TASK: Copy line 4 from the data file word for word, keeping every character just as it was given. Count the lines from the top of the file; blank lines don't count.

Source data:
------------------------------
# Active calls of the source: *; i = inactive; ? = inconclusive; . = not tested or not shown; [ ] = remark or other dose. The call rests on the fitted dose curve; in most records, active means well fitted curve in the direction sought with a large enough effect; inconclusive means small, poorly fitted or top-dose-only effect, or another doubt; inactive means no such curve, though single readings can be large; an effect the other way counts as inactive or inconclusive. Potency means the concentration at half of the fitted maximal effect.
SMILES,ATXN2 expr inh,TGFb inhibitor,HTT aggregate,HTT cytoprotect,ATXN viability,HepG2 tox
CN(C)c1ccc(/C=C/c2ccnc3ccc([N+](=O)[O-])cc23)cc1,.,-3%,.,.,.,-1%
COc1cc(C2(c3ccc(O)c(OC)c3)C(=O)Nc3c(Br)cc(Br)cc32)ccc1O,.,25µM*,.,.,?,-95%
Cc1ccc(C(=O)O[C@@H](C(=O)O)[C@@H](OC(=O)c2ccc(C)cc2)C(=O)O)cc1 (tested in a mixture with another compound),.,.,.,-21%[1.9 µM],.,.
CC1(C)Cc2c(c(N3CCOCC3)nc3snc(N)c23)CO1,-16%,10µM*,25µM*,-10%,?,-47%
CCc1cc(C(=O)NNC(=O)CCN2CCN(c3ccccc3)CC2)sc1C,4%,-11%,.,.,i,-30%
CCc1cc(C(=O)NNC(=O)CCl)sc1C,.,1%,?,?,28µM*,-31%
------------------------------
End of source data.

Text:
COc1cc(C2(c3ccc(O)c(OC)c3)C(=O)Nc3c(Br)cc(Br)cc32)ccc1O,.,25µM*,.,.,?,-95%